She took us to the recreation of a colonial village, which was sort of a standard issue trip even then, but I remember that she burst into belly laughs when one of the colonial re-enactors pointed out how long it would take for women to make their candles and their soap. I remember her saying something like, Heck, Id just walk around unwashed and in the dark. The fact that she couldnt imagine herself as the perfect colonial woman was as revolutionary as throwing tea into Boston harbor. It gave us a chance to say that we couldnt see ourselves as perfect colonial children either, what with all that sheep-shearing, not to mention playing with a hoop and a stick (to this day, it confounds me how chasing a hoop down a cobblestone street counted as a fun time during any point in history).

When we go into teaching, we always think well be as good as our best instructors. We use them as models, we use their classes as templates; we adopt their strategies and make them our own. When you ask students in an education course at the college level what their strongest motivations are, theyll tell you that they want to change the world, that they want to correct an educational system that remains unjust, and that they want to give their pupils a sense of intellectual, emotional, and spiritual achievement that will sustain them through the rest of their lives.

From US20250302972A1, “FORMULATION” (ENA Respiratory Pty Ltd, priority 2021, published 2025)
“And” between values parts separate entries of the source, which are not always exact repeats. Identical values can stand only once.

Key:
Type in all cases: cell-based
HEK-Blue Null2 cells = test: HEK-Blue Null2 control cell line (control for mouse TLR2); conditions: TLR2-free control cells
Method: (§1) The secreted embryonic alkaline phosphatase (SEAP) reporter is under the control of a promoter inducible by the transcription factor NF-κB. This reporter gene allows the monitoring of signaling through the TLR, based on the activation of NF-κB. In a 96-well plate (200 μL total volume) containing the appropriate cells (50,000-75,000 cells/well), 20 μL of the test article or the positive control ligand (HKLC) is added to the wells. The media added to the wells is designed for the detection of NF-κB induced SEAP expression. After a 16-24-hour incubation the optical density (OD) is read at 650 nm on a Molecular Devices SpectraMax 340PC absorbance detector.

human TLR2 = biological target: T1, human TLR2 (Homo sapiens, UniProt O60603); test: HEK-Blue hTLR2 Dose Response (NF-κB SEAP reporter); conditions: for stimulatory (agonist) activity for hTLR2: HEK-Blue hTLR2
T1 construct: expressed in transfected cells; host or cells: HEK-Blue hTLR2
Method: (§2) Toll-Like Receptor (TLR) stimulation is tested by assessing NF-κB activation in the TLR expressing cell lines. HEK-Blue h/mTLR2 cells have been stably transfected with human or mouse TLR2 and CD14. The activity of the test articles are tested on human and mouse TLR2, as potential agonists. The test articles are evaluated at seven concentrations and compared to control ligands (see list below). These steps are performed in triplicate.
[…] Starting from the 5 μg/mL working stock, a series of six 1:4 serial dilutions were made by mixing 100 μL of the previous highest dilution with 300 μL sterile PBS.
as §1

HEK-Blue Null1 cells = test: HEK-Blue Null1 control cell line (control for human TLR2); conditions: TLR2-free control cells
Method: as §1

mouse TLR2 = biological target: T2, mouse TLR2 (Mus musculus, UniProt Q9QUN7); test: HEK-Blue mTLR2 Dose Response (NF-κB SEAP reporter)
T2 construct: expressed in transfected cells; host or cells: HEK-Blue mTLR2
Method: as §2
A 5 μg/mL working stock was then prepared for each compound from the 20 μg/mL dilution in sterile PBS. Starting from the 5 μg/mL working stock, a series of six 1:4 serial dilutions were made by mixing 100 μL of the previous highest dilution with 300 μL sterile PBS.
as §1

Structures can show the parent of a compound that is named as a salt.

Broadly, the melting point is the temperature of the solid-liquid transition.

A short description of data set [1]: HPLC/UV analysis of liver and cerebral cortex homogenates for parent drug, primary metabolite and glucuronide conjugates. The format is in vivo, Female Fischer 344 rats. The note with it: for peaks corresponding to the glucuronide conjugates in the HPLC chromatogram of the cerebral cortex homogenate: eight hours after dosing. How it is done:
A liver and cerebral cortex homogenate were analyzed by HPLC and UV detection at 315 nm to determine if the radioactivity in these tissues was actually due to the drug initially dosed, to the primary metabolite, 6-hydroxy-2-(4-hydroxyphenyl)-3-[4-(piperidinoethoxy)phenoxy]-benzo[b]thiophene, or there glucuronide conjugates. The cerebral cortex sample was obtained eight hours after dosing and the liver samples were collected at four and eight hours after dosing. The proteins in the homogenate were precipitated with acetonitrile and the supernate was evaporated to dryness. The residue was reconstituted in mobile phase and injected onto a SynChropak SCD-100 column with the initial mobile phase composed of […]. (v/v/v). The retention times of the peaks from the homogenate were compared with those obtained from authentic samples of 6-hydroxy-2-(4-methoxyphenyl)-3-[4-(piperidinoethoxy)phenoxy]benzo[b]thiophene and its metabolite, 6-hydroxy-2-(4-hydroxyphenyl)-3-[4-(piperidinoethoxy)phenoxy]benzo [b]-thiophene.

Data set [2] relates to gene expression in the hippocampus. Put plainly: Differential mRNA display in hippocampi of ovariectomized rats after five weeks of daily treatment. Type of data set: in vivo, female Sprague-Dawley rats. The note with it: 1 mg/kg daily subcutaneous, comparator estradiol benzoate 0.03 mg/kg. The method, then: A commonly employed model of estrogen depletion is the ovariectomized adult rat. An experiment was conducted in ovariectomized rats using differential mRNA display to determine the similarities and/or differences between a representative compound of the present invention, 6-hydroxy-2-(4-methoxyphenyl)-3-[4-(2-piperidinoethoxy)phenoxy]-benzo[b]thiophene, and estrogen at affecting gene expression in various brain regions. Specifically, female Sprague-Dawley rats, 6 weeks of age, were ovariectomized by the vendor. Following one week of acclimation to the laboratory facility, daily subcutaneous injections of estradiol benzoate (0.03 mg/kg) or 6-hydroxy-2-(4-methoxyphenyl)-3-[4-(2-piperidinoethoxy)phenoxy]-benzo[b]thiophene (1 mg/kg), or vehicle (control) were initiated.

These are terrific answers, but once they really open up and lay their individual souls on the line, what theyll tell you is that theyd like to be the kind of teacher that Mr. A was, or Miss B was; theyll admit that it is the personal rather than the political that lights a fire under them. They would like to one day be remembered with the affection and the significance of their best teachers. Not that affection and significance necessarily go together, which is also something we need to remind ourselves.

I learned a lot from some teachers towards whom I felt nothing but trepidation and respect; and although I hate to admit it, there were classes where I felt affection for the instructor that left no impression on me except the indefinite sense that I had a good time. But when an instructor can make those two things come together, we know that theyre doing something right. If we can add to that mix a sense that teachers can help students reassess and realign their own vision of the world -- at whatever age -- then were on to something.